principalstresses3D calculates the three stress invariants (equations (1.28-1.30), the three principal stresses (1.24-1.26) and the Von Mises equivalent tensile stress (1.31) from a given set of stress components in three dimensions.

uxy determines the displacements in Cartesian coordinates associated with a given Airy stress function. It can be called after the solution of a boundary-value problem to determine the displacements.

Michell lists the stress function for the Michell solution (equation (8.59) and Table 8.1) and the corresponding stress components. The displacement components (Table 9.1) can be obtained by a subsequent run of the program `urt'.

urt determines the displacements in polar coordinates associated with a given Airy stress function. It can be called after the solution of a boundary-value problem to determine the displacements.

S522 solves the problem treated in Section 5.2.2. A two-dimensional rectangular beam is simply supported at the two ends and is loaded by a uniformly distributed normal load on the upper surface.

S742 solves the problem treated in Section 7.4.2. A two-dimensional rectangular beam is accelerated from rest by equal and opposite shear forces applied at the ends.

ABErtz lists the expressions for stress and displacement components for solutions A, B and Ein cylindrical polar coordinates given in Table 21.1.

ABErtb lists the expressions for stress and displacement components for solutions A, B and E in spherical polar coordinates given in Table 21.2.

Txyz lists the expressions for temperature, heat flux, stress and displacement components for solution T in Cartesian coordinates given in Table 22.1. The corresponding expressions for the isothermal solutions A, B and E are also included.

Trtz lists the expressions for temperature, heat flux, stress and displacement components for solution T in cylindrical polar coordinates given in Table 22.1. The corresponding expressions for the isothermal solutions A, B and E are also included.

Trtb lists the expressions for temperature, heat flux, stress and displacement components for solution T in spherical polar coordinates given in Table 22.2. The corresponding expressions for the isothermal solutions A, B and E are also included.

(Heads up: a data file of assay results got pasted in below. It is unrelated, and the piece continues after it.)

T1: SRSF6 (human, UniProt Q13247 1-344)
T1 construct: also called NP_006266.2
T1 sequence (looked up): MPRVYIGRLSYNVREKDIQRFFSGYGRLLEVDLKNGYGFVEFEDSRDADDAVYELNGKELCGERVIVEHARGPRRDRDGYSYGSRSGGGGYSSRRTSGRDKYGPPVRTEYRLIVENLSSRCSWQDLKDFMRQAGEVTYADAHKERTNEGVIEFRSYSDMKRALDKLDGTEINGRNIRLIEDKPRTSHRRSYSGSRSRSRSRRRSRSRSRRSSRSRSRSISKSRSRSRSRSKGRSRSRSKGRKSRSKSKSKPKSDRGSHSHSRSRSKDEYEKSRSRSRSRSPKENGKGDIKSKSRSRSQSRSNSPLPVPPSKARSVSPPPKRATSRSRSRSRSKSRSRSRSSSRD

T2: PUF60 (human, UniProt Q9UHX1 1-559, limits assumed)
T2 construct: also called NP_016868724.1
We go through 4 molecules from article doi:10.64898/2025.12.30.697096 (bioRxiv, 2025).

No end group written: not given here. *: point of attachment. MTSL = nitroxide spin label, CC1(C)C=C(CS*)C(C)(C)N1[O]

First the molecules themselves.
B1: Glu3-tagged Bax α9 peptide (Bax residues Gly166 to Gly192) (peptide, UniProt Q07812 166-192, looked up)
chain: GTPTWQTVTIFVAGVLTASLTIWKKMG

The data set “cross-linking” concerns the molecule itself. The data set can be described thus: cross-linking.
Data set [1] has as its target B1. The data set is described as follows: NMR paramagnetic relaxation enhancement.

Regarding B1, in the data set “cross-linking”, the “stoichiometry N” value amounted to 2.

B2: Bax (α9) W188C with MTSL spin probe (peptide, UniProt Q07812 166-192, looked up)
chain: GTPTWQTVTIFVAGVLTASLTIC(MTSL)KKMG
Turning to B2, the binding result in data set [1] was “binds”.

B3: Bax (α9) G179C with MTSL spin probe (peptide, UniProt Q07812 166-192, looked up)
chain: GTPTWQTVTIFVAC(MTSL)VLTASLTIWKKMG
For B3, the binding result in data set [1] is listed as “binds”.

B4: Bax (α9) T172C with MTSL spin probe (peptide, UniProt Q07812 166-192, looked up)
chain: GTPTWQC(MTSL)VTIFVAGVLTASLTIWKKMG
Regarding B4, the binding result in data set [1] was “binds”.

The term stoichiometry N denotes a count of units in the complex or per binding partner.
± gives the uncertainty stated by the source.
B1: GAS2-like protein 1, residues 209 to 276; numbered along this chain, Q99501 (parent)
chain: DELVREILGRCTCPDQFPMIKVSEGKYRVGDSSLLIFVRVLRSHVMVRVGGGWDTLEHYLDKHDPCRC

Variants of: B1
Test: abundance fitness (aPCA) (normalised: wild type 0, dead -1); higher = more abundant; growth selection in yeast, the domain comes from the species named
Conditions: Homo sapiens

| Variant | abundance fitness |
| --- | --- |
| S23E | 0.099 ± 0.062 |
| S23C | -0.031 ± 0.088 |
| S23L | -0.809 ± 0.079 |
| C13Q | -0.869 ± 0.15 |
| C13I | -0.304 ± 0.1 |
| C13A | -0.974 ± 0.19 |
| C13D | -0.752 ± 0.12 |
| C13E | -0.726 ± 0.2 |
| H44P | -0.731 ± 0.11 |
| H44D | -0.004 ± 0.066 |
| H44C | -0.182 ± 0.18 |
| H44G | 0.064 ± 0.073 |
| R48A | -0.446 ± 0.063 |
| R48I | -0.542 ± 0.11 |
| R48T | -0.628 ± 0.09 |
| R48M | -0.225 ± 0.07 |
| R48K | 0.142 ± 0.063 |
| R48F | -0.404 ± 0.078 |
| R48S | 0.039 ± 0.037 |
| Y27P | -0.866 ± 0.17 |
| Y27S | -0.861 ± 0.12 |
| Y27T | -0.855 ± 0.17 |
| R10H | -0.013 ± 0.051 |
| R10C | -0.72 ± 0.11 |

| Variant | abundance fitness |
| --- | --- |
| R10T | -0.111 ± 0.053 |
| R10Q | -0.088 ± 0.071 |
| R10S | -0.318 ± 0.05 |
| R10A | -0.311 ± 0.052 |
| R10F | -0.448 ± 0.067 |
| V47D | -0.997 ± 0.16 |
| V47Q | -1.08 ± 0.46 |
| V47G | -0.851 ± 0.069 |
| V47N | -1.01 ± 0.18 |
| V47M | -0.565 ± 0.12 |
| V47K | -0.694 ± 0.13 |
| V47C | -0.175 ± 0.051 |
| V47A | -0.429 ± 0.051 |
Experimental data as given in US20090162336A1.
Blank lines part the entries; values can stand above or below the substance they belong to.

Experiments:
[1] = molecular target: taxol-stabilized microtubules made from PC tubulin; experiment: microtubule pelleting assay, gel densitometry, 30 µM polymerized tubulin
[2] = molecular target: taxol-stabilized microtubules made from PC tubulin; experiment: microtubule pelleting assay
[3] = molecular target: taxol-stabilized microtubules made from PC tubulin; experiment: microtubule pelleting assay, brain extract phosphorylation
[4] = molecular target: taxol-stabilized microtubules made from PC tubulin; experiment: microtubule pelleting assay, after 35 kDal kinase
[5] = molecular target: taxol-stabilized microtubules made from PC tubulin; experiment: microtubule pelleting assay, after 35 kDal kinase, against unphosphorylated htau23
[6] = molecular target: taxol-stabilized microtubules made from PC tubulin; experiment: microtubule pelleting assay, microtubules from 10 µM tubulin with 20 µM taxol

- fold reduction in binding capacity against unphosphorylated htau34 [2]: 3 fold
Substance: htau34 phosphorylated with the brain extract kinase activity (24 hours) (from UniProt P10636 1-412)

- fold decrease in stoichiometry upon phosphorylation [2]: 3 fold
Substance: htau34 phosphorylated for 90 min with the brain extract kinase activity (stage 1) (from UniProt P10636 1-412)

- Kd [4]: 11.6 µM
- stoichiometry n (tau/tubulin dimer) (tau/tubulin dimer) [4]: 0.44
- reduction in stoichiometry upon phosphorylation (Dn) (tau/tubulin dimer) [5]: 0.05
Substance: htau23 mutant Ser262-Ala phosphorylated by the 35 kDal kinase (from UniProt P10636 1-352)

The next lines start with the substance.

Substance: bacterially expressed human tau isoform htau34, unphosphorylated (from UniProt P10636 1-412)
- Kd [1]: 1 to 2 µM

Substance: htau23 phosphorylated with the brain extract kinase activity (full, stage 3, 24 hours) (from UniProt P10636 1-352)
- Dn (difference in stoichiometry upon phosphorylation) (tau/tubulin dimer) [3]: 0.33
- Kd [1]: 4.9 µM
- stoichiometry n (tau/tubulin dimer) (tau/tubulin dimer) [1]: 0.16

The file `cyln' contains bounded polynomials expressed in cylindrical polar coordinates which when multiplied by cos(n*theta) or sin(n*theta) generate non-axisymmetric harmonic potentials.

The file `hol0' contains axisymmetric harmonic functions in cylindrical polar coordinates that are singular on the entire axis r=0. The bounded axisymmetric functions from `cyl0' are also included for completeness.

The file `holn' contains functions in cylindrical polar coordinates which when multiplied by cos(n*theta) or sin(n*theta) generate harmonic functions that are singular on the entire axis r=0. The bounded non-axisymmetric functions from `cyln' are also included for completeness.

The file `sp0' contains both bounded and singular axisymmetric spherical harmonics expressed in spherical polar coordinates.

The file `spn' contains functions which when multiplied by cos(n*theta) or sin(n*theta) generate both bounded and singular non-axisymmetric harmonic functions in spherical polar coordinates.

The file `Q-series' generates axisymmetric spherical harmonics from the logarithmically singular Q-series Legendre functions of equation (24.32). These functions are singular on both the positive and negative z-axes.

The file `sing' generates axisymmetric spherical harmonics that are logarithmically singular only on the negative z-axis. The first few functions of this form are given in equation (23.23).

The file `spsing' generates the same potentials as `sing' except that they are cast in spherical polar coordinates.

The file `conebending' solves the non-axisymmetric problem of a solid cone loaded at the vertex by a concentrated moment, treated in Section 26.2.3.

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